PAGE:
Cache invalidation is one of the hardest things to solve in computer science. Cloud DevOps is also really hard. Why terraform decided that you needed to cache cloud provider state is beyond me.

In their words:

Terraform must store state about your managed infrastructure and configuration. This state is used by Terraform to map real world resources to your configuration, keep track of metadata, and to improve performance for large infrastructures.

Must it?

  1. Tracking real-world resources: Your cloud provider is already tracking all your resources buddy, that is how they bill you.
  2. Tracking metadata: I assume they mean things like resource properties. This one is tricky in Azure because of Azure’s REST Guidelines. If you use Azure Resource Templates or Bicep files you are always keenly aware of exactly what properties you are setting in your resource because 1) you must declare an exact api-version and 2) the property name matches exactly what the REST API says with no translations to lower_case_underscores. So the problem then becomes: when Terraform creates or updates a resource you don’t know exactly what API version the provider used and therefore you don’t know exactly what request was sent to Azure and therefore you don’t know exactly what your resource actually looks like. This only makes cloud DevOps harder than it needs to be IMO.
  3. Improve performance: Yea maybe, if Terraform’s error messages and error recovery were good then I wouldn’t have a problem with this one. However when Terraform can’t delete a resource because it can’t figure out the dependencies between things because it’s “intelligently” trying to delete things in reverse topological order, then I really don’t care about performance.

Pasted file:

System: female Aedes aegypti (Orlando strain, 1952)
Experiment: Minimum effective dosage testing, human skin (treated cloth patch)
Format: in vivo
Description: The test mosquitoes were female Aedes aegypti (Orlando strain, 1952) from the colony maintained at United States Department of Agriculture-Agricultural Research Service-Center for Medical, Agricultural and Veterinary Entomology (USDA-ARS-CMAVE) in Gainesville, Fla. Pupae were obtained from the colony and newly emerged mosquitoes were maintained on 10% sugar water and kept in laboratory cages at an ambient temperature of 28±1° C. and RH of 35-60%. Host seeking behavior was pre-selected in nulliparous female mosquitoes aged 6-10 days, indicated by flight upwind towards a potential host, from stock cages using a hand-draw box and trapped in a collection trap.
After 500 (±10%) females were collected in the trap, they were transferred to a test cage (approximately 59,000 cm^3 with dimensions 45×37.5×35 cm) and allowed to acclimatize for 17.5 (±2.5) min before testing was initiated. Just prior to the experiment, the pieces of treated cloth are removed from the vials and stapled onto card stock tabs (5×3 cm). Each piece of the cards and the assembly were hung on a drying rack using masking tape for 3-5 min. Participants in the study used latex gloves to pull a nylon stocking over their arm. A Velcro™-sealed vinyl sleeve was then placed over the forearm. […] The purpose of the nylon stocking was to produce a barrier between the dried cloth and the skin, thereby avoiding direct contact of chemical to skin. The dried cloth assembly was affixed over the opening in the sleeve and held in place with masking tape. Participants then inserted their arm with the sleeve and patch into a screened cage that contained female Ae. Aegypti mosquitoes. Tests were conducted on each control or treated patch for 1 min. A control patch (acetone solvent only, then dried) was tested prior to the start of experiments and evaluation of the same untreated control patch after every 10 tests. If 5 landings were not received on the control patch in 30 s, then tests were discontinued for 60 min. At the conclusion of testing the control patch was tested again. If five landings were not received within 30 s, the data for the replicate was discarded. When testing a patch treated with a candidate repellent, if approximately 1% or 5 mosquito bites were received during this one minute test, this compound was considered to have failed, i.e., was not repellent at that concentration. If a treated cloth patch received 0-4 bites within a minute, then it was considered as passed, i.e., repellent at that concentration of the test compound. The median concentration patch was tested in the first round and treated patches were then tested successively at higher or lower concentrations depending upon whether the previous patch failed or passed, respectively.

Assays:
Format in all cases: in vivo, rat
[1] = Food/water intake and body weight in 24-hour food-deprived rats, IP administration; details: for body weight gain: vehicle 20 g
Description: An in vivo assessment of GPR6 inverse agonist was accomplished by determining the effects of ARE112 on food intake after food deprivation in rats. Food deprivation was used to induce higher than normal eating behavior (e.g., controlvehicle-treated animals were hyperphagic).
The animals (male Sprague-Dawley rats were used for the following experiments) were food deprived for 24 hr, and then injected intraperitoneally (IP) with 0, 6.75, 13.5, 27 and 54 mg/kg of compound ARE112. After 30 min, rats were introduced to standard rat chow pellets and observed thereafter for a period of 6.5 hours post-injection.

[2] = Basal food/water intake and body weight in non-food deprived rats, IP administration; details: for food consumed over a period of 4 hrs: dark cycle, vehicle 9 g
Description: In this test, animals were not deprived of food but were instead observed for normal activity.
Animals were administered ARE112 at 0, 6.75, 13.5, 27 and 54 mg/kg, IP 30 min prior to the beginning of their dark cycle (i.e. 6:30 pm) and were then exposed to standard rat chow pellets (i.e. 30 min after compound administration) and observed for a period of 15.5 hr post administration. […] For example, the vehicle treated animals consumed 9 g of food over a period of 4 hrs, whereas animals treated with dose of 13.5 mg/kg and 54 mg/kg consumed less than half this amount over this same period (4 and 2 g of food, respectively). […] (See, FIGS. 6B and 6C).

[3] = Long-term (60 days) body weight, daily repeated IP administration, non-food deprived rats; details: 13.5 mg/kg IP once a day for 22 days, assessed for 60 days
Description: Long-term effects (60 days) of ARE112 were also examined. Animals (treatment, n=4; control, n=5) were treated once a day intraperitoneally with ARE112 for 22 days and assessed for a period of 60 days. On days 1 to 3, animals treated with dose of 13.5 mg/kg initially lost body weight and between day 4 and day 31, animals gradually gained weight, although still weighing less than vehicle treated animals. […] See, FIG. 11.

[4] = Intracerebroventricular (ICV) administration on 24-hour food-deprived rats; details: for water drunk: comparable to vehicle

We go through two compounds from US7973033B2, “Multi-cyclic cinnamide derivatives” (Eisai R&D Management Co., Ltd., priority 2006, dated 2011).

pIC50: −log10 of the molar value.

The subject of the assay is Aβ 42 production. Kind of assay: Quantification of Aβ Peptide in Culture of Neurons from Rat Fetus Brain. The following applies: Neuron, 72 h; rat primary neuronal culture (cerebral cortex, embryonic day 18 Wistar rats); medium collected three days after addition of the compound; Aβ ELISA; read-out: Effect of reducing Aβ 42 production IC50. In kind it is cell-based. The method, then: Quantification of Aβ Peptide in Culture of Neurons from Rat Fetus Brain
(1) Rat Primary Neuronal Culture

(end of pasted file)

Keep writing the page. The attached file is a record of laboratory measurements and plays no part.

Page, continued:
Is that it?

NO! The Azure Terraform provider also stores secrets in its lock file. It looks like a bearer token, not sure why it does this. Thankfully GitHub alerted me that I had commited a secret here and I immediately went to delete the resources the secrets reference.

HashiCorp tries to prevent this by asking you to use remote state which is just a stepping stone to upselling you to Terraform Cloud. Following the classic tactic of selling you a tool that creates a problem that only they have a solution for, I’ll keep thinking Terraform is over-engineered.

Lessons Learned

Deeply review your commit before you push them. If you don’t trust yourself or your team, use technology.


  1. Terraform State
  2. Should I commit .tfstate files?